Sonia and I then traveled to Pai which is where everyone goes to become lost in Thailand. Everything is about half price there. Our Bungalow was about $4 Canadian ($2.40 US) a night. I couldn’t take it anymore so I broke down and bought a guitar. Amazingly they

    sold them there, a really nice black acoustic with soft case, strings, picks, and a capo that cost me $120 Canadian ($80 US). It was hard to leave there but all we did was sit around and smoke up all day anyways. We traveled to Chang Mai where we said goodbye and I spent a day or two shopping there and watching the World Cup (of Soccer) at an Irish Pub.

     Now it was vacation time. (I have found that most people who have never traveled think that traveling is a vacation. But as all travelers know, when you travel you are subjecting yourself to hardships that you never ever experience at home therefore traveling is the opposite of a vacation.) I took a plane to Koh Samui then a water ferry to Koh Pha Ngan and found a very remote beach that Michel had told me about to chill out on for 12 days. It was amazing. Great people, about 20 or more dogs and about 12 new born puppies, electricity for 6 hours a day, Ganja Shakes on the menu, Swedish sisters, and everybody played frisbee there. They'd all come up to me and ask me how to throw a forehand. I practiced freestyle there every day too. I also finished reading “The Art of

    Happiness” written by the Dalai Lama and Howard Cutler, a western psychiatrist. That is the

most helpful book I’ve ever read. I think about what I’ve learned from that book every

    minute of my life now.

     Twice a day we would congregate at one of two TV's to watch the World Cup on the beach (they have satellite dishes there). Once during a semi-final game the owner switched the TV to Showtime during half-time. Much to my shock the movie that was on was "Urban Legend - Final Cut" the scene we were watching was when the girl is chased through a music scoring stage. The very studio I had spent the last 14 years in, the very room that was shut down after 30 years on my last day of work February 1st, 2002. I almost spit up my drink. Think about the odds of being literally on the other side of the world on a small remote beach and having your office appear on TV.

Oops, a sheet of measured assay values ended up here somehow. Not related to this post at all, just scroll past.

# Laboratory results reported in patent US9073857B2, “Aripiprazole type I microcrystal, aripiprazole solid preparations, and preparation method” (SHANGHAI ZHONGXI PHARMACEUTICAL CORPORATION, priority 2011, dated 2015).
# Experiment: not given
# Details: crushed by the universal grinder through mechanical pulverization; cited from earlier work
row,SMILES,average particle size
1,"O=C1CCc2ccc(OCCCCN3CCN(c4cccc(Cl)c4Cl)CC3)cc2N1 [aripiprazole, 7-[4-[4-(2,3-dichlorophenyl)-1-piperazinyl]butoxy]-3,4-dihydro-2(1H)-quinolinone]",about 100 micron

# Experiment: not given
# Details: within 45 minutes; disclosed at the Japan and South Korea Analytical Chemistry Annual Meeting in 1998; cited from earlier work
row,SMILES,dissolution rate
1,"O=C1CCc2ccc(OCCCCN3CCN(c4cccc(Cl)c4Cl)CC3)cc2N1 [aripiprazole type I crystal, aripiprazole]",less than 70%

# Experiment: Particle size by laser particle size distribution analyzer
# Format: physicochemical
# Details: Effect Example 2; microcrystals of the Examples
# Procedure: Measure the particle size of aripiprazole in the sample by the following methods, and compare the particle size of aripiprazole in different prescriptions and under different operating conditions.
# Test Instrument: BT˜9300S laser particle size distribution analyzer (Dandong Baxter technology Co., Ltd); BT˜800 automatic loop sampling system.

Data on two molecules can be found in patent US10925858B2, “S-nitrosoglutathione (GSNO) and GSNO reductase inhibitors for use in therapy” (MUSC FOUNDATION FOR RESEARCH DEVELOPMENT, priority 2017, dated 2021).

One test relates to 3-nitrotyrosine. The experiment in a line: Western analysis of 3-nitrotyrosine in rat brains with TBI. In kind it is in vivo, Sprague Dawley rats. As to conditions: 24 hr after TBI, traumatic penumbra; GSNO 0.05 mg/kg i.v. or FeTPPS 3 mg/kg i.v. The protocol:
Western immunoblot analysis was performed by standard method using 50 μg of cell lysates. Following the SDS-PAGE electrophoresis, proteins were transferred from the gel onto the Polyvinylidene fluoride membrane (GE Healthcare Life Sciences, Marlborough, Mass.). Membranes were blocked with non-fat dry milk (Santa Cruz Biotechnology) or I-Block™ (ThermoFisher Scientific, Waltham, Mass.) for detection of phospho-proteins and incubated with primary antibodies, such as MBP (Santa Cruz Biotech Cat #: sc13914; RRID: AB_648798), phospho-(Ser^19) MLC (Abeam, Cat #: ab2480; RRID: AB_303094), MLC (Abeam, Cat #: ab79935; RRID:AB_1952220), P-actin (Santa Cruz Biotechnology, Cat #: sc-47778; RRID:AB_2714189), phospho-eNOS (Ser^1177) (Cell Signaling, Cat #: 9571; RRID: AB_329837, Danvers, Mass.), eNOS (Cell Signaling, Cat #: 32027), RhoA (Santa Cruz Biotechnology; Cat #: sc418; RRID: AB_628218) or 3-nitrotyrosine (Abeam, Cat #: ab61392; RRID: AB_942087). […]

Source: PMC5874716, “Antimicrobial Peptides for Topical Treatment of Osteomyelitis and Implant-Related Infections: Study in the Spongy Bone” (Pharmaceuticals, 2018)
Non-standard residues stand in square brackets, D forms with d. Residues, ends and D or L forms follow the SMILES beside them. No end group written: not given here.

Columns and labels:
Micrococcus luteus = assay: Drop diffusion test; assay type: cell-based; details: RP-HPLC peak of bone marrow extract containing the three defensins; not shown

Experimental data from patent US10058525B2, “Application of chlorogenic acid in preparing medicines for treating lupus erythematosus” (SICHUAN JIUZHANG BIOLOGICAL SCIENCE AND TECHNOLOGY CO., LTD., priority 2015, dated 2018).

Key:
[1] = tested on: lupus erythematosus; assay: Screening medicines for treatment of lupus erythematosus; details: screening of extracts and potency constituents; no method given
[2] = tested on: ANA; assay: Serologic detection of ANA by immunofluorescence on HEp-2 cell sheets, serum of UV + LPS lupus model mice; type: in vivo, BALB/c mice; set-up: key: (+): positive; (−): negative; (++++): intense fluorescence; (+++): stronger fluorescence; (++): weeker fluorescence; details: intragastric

About a week into my beach retreat something wonderful happened again. One

    afternoon I went down to the beach to grab a beer and look out on the sea and do some thinking about my life. Something I had been doing in some form or another pretty much everyday since I’d left, almost 4 months by then, and when I sat down I found that I had

    nothing left to think about or resolve. It was as if I had finished. It had never occurred to me that you had to set aside time to absorb everything you experience in life. I really missed not having anything to think about, it was so enjoyable, almost euphoric and now it was gone. Of course that was a good thing because I realized I had made my peace with everything that had bothered or upset me in my life up to that point. The person who was entirely to blame for me being increasingly unhappy for the last 5 years was me. In time I would learn to forgive myself as well. The untangling process had ended.

    After 2 weeks it was time to leave so I took the taxi in to town, caught a 3 1/2 hour

    ferry to Surrtanti, Thailand and waited for 7 hours for my train that left at 1:23 am. There is not much to do there so I found a small restaurant to hide in that was showing "Total Recall" and hid in a corner drinking beers. The outside said they were open till 11:30 so I was a little surprised when they started closing down at around 9:30. The owner came up to me and said don't worry about it and showed me his DVD collection where I selected "The Sixth Sense" to view. Around 11 pm I felt a little guilty so I prepared to leave. Sam the owner offered to drive me to the taxis but we couldn't find one so he drove me all the way to the train station that was about 15 Km (9 Miles) away. I boarded a very nice train at 1:30 am and went to my sleeper thinking I had 11 hours to sleep till we got to Butterworth, Malaysia but at 8 am we were all woken up so we could go through the Malaysian Customs border crossing. When we returned to the train much to my surprise all the sleepers had been folded up and we now had to try to lie down on the seats instead to try and get some rest. That was incredibly uncomfortable.

     In Butterworth I jumped on a Bus to Kuala Lumpur for a 5+ hour drive. As we drove in to the city I got my first glimpse of the Petronas Towers the tallest buildings in the world (but still not as tall as the CN Tower in Toronto). I found a cool backpackers hotel in China Town where I finally had a chance to rest for a bit. Looking at my watch I realized I had been traveling for 36 hours.